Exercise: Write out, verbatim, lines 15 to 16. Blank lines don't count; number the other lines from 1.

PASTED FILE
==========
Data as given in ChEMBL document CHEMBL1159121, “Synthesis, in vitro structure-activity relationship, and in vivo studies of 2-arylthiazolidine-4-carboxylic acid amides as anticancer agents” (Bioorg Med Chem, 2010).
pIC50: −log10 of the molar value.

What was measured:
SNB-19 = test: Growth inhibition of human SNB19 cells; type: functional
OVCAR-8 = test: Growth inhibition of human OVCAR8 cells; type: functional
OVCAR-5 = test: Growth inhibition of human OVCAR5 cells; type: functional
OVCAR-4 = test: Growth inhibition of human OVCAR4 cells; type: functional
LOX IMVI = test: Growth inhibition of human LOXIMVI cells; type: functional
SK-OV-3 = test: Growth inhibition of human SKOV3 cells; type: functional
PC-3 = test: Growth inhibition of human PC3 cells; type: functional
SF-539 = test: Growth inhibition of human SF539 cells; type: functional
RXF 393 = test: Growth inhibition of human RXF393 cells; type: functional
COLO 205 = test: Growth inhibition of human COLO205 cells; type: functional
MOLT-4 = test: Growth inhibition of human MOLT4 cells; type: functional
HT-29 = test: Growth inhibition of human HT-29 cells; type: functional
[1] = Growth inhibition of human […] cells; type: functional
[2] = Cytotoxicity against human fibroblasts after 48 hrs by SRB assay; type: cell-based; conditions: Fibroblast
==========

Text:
HT-29 = test: Growth inhibition of human HT-29 cells; type: functional
[1] = Growth inhibition of human […] cells; type: functional